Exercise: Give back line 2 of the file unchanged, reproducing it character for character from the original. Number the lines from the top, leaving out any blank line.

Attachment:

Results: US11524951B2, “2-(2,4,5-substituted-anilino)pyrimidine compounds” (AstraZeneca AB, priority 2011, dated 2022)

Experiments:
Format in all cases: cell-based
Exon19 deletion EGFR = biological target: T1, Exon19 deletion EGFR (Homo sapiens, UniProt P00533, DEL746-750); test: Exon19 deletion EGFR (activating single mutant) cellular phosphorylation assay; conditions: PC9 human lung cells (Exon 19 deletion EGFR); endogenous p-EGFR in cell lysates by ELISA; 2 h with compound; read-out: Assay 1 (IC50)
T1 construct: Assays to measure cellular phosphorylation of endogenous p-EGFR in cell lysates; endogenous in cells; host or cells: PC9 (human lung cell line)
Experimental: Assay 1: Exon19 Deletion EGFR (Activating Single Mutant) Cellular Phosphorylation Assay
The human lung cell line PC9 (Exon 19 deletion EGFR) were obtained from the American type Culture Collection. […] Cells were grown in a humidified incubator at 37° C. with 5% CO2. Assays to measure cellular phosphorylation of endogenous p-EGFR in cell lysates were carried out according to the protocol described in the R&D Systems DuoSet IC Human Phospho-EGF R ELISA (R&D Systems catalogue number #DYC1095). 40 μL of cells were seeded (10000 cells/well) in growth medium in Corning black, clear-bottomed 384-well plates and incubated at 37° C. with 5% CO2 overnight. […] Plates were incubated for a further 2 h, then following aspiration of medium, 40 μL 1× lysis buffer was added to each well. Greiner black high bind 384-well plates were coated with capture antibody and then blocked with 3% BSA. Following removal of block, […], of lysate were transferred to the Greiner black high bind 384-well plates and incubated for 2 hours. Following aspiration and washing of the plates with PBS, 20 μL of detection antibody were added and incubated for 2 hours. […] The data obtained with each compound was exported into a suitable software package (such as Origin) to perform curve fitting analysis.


Experiments: